Canada and European Union to share therapeutic risk management strategies
Montreal, December 7, 2006 – In a move that will further extend its international reach, the Faculty of Pharmacy of the Université de Montreal announces a collaboration with the European Medicines Agency (EMEA) in the field of drug risk management. The European Union’s drug regulatory agency will access Canada’s leading expertise in balancing the risks and benefits of marketed drugs. Under the Direction of acting Dean of the Faculty, Dr. Pierre Moreau, Université de Montréal Professor Yola Moride, PhD, FISPE, will serve as a National Expert at the EMEA’s London offices through a secondment exchange program.
A risk management program spells out a strategy that aims to maximize health benefits while minimizing known risks. For example, drug utilization studies may be planned to monitor patterns of medication use in a real-life setting and, if concerns are raised, patients who may be more susceptible to an adverse drug reaction could be required to undergo, for example, monthly blood tests prior to getting their next prescription refilled. Risks cannot only be identified in pre-market clinical trials but also when a treatment is commercially available. The types of patients and treatment patterns that offer the least favorable risk/benefit profile are identified and this knowledge is formalized and implemented in a risk management program. Moride expects that the use of such programs will be almost routine for the next generation of pharmacotherapy. The nature of each risk management program is likely to be unique to each therapy option. Health risks can present themselves in myriad forms; consequently, patients, physicians, the drug industry and its regulators are all key stakeholders.
While at the European Medicines Agency in London, Prof. Moride will work at transferring certain best practices designed in Canada to the European Union. In announcing the creation of a joint research programme, Professor Moride commented on the Canadian and European situation. The EU and Canada both have centralized drug approval mechanisms. Both also have decentralized systems for drug coverage decisions. Each EU Member State and each Canadian Province makes its own decision to pay or not to pay for a particular prescription drug. “Although Health Canada approves new drugs mainly based on clinical trial data, it is the drug payers - the provinces and private insurers – that are rather well positioned to identify risks seen within their covered populations. In the future, these multiple stakeholders will have to evolve and expand their understanding of the management of health risks related to the consumption of medications.”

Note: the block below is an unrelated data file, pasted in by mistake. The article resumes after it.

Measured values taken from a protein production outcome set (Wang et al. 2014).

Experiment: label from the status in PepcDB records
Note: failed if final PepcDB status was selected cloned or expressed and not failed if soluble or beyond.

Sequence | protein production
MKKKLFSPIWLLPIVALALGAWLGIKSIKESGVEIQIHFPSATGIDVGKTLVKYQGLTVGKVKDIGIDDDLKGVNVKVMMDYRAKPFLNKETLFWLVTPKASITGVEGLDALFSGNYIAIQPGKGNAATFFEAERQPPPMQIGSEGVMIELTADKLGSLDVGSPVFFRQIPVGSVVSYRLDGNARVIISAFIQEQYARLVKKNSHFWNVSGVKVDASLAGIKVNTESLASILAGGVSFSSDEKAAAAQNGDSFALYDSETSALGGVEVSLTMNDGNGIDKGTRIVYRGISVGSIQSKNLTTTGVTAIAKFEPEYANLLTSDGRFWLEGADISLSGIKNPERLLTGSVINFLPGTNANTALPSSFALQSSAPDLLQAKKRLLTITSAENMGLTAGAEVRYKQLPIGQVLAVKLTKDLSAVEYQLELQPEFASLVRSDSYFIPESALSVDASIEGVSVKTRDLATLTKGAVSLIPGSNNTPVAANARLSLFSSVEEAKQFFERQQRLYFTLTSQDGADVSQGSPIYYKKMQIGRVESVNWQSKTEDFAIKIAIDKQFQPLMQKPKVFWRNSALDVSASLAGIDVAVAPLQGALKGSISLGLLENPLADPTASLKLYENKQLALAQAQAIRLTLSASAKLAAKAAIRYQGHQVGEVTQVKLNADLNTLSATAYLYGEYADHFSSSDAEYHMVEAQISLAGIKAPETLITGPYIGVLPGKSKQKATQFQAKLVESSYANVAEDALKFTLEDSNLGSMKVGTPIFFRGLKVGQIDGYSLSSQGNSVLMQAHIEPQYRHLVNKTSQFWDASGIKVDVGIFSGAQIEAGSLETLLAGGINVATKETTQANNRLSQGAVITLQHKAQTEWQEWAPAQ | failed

“The EU has made great progress towards implementing drug safety studies across its diverse member states. The exchange programme with the EMEA will transfer Canadian expertise in pharmaceutical epidemiology to the EU. Canada will benefit by learning the EU’s successful strategies for the deployment of risk management studies across the Canadian Federation.”
“The prescription and medical service databases maintained by each province as part of the public health care payment system are significant resources of risk/benefit data. These should position Canada as a key provider of therapeutic risk management technologies.”
Associate Professor at the Faculty of Pharmacy, Université de Montréal, Professor Moride was recently voted president-elect of The International Society for Pharmacoepidemiology (ISPE). She holds appointments as Adjunct Professor at McGill University, Visiting Professor at the University of Bordeaux, and as Project Director at the SMDB Jewish General Hospital in Montreal. She is also Project Director at the Université de Montréal’s Groupe de recherche en gestion thérapeutique. Prof. Moride is an internationally renowned pharmaceutical epidemiologist who has conducted research in Canada and various countries in Europe, and is consultant to the pharmaceutical industry and regulatory agencies, such as the European Medicines Evaluation Agency (EMEA) and Health Canada, on the complexities of drug safety research.
When she assumes her three-year term as president of IPSE in August 2007, Moride will focus on encouraging scientific excellence in the area of pharmacoepidemiology, drug safety, and therapeutic risk management, as well as promoting dialogue between pharmaceutical industry, regulatory agencies, academia, and the public.
About Université de Montréal
Founded in 1878, the Université de Montréal today has 13 faculties and together with its two affiliated schools, HEC Montréal and École Polytechnique, constitutes the largest centre of higher education and research in Québec, the second largest in Canada, and one of the major centres in North America. It brings together 2,400 professors and researchers, accommodates more than 55,000 students, offers some 650 programs at all academic levels, and awards about 3,000 masters and doctorate diplomas each year.
The International Society for Pharmacoepidemiology (ISPE) is the international organization dedicated to advancing the health of the public by providing a forum for the open exchange of scientific information and for the development of policy; education; and advocacy for the field of pharmacoepidemiology, including pharmacovigilance, drug utilization research, and therapeutic risk management. http://www.pharmacoepi.org/
Source: Yola Moride
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Faculty of Pharmacy
Université de Montréal
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